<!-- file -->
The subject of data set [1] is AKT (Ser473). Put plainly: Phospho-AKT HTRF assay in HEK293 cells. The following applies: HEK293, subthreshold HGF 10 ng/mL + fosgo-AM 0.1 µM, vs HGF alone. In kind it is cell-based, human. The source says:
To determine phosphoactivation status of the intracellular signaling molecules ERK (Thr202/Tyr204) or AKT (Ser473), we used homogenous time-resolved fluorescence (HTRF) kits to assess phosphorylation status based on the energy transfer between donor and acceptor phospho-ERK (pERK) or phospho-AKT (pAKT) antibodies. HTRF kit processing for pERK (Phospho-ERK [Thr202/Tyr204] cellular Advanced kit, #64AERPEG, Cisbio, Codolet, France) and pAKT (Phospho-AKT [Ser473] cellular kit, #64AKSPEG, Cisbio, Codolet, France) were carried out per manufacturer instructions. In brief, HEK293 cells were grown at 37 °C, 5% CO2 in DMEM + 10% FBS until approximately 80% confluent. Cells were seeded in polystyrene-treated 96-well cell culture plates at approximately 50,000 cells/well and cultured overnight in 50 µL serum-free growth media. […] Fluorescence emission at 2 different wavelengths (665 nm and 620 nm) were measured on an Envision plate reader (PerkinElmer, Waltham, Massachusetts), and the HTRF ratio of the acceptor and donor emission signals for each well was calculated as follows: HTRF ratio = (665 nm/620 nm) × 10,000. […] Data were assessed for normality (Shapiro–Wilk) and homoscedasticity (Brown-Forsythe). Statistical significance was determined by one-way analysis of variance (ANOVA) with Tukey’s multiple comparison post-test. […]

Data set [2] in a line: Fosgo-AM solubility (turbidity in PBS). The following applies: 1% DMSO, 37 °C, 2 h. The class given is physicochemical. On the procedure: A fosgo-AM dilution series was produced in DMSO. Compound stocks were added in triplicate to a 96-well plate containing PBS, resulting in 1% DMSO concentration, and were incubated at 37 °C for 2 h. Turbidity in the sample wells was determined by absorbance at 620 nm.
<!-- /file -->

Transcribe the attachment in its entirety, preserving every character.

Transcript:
The subject of data set [1] is AKT (Ser473). Put plainly: Phospho-AKT HTRF assay in HEK293 cells. The following applies: HEK293, subthreshold HGF 10 ng/mL + fosgo-AM 0.1 µM, vs HGF alone. In kind it is cell-based, human. The source says:
To determine phosphoactivation status of the intracellular signaling molecules ERK (Thr202/Tyr204) or AKT (Ser473), we used homogenous time-resolved fluorescence (HTRF) kits to assess phosphorylation status based on the energy transfer between donor and acceptor phospho-ERK (pERK) or phospho-AKT (pAKT) antibodies. HTRF kit processing for pERK (Phospho-ERK [Thr202/Tyr204] cellular Advanced kit, #64AERPEG, Cisbio, Codolet, France) and pAKT (Phospho-AKT [Ser473] cellular kit, #64AKSPEG, Cisbio, Codolet, France) were carried out per manufacturer instructions. In brief, HEK293 cells were grown at 37 °C, 5% CO2 in DMEM + 10% FBS until approximately 80% confluent. Cells were seeded in polystyrene-treated 96-well cell culture plates at approximately 50,000 cells/well and cultured overnight in 50 µL serum-free growth media. […] Fluorescence emission at 2 different wavelengths (665 nm and 620 nm) were measured on an Envision plate reader (PerkinElmer, Waltham, Massachusetts), and the HTRF ratio of the acceptor and donor emission signals for each well was calculated as follows: HTRF ratio = (665 nm/620 nm) × 10,000. […] Data were assessed for normality (Shapiro–Wilk) and homoscedasticity (Brown-Forsythe). Statistical significance was determined by one-way analysis of variance (ANOVA) with Tukey’s multiple comparison post-test. […]

Data set [2] in a line: Fosgo-AM solubility (turbidity in PBS). The following applies: 1% DMSO, 37 °C, 2 h. The class given is physicochemical. On the procedure: A fosgo-AM dilution series was produced in DMSO. Compound stocks were added in triplicate to a 96-well plate containing PBS, resulting in 1% DMSO concentration, and were incubated at 37 °C for 2 h. Turbidity in the sample wells was determined by absorbance at 620 nm.